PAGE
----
Kid Superheroes on the Rise

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13+ characters, flexible casting. Approximately 20 minutes long. Comedy adventure script about kid superheroes who use their imaginations and work together to fight bad guys.

Kid superheroes take center stage in this imaginative 20-minute play about young ones learning how to use their newfound superpowers. Buck is a shy kid with a big gift. He’s really a superhero kid. So is the new girl in school, Tracy. Together they form a friendship and battle dastardly villains like The Great Chili Monster, the Monkey Bar Brute, Kid Popsicle, and more. Kid Superheroes on the Rise focuses on the importance of creativity, working together, stopping bullying, and more.

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The play was written by Jonathan Joy, adapted from tales in the Bedtime Stories column he writes twice monthly for The Greater Ashland Beacon weekly newspaper. They are also featured on Professor Theo’s Mystery Lab podcast.

Playwright Bio

Jonathan Joy is the author of 50 plays that have been staged in 18 US states, including a four-week 2018 run of Darlene’s Resistance Monologue with The Open Fist Theatre in Los Angeles and Don’t Drink the Jet Fuel, winner of the University of Illinois 2018 Inner Voices Social Issues Theatre national writing contest. He is also the winner of 9 West Virginia Writers awards, including one for Beans and Franks Never Tasted So Good. His farce Little Donkeys and Elephants was named one of eight winners (out of 150 entries) of the Chappaqua Library’s 2016 Political Comedy Play Festival in New York. His Down on Sandusky Road ten-minute went on to a film production, directed by Josh Baldwin. Joy is an Associate Professor of English at Ashland Community and Technical College in Ashland, KY. He also plays the fictional part of Professor Theo on Professor Theo’s Mystery Lab, a podcast of children’s stories he writes, records, and edits with his wife and son (, based on his newspaper column with the Greater Ashland Beacon.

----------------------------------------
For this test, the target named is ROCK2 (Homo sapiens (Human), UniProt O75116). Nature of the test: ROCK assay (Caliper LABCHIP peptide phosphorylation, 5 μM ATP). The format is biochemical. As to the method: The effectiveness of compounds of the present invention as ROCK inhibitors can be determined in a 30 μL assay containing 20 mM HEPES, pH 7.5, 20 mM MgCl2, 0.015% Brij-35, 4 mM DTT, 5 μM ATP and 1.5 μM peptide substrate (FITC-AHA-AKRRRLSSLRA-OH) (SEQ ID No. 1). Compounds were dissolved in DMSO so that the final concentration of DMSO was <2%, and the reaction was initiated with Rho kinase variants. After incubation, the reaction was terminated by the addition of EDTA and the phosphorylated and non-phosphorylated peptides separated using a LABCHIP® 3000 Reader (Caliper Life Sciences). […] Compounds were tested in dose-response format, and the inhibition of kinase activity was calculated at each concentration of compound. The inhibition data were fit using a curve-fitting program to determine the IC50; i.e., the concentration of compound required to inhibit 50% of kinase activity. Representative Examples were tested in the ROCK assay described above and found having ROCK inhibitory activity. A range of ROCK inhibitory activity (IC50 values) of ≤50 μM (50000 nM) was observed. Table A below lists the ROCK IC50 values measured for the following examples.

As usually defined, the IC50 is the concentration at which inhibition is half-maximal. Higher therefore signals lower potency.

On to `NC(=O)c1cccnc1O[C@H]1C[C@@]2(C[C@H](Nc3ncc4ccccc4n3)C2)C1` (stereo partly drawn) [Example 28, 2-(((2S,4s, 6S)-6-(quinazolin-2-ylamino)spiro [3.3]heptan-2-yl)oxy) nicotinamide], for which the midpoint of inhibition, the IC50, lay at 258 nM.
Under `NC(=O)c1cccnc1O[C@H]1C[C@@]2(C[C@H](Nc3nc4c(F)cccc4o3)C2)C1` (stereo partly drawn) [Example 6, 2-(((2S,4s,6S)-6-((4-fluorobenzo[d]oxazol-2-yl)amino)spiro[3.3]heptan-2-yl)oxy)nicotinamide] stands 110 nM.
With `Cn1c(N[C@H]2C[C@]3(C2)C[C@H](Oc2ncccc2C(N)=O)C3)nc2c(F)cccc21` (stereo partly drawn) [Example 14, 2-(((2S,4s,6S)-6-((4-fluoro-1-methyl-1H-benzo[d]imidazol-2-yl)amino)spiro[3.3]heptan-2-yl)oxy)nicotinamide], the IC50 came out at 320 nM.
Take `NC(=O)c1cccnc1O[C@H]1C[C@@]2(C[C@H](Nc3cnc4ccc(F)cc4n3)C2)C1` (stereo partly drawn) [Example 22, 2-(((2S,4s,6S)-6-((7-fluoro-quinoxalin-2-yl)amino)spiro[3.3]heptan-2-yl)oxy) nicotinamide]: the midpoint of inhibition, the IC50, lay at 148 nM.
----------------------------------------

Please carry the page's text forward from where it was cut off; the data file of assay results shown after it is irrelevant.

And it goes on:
Excerpt from the play:



BUCK, a quiet kid with a big secret

CLARA, Buck’s friend/classmate

ROB, Buck’s friend/classmate

MISS ROBINSON, Buck’s teacher

DYNAMITE MAN (or WOMAN), an older superhero

MRS. ADKINS, Buck’s gym teacher (can double as Miss Robinson and, possibly, as Narrator)


TRACY, the new girl in school and Buck’s superhero friend

THE MONKEY BAR BRUTE, another villain

THE MILKMAN, villain #3

THE TPG (TOILET PAPER GIANT), villain #4 (depending on how it’s played, all four villains could be brought to life by one actor or a whole group of students)

PRINCIPAL FULLER, Buck’s principal (can double as Dynamite Man and, possibly, Narrator)

EXTRAS could include other students, teachers, etc.*The flexible cast is designed to be as small as 7 or as large as 30. Most roles are not gender specific.

The play takes place in an elementary school classroom, a bathroom, and a cafeteria, though nothing more than simple staging is necessary. A few chairs are all that is needed. Much is described through the dialogue and more can be pantomimed.